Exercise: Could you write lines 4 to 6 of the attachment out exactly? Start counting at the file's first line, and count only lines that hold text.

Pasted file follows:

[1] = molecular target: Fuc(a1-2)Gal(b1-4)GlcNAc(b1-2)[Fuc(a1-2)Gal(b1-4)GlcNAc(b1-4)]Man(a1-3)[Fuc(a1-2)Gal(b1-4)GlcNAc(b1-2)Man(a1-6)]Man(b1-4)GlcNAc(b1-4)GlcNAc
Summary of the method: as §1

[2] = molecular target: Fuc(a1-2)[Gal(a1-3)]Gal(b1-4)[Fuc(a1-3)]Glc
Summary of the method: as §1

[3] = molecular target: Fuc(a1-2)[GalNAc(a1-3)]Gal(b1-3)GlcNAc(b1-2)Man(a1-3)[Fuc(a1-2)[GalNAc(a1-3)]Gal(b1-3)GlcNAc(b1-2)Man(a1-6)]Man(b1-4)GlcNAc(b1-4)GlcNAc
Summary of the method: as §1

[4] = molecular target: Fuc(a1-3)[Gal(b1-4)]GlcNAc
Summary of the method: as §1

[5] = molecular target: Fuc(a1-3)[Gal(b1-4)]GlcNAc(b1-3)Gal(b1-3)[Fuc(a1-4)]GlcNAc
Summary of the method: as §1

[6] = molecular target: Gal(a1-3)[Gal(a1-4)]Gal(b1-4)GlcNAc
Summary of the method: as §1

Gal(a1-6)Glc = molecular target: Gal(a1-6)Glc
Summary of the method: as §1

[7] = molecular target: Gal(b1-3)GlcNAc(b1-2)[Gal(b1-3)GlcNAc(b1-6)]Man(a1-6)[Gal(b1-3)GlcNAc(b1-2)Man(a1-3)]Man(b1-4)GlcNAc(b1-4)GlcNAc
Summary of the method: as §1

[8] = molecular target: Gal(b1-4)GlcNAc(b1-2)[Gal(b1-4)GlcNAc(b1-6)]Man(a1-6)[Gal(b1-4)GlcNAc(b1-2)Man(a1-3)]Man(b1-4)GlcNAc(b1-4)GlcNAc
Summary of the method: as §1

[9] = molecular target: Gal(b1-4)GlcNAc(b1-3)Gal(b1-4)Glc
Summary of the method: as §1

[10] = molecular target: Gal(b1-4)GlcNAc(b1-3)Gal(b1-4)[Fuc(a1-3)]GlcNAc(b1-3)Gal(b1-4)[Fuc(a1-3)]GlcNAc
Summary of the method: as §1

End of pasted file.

Summary of the method: as §1

[3] = molecular target: Fuc(a1-2)[GalNAc(a1-3)]Gal(b1-3)GlcNAc(b1-2)Man(a1-3)[Fuc(a1-2)[GalNAc(a1-3)]Gal(b1-3)GlcNAc(b1-2)Man(a1-6)]Man(b1-4)GlcNAc(b1-4)GlcNAc
Summary of the method: as §1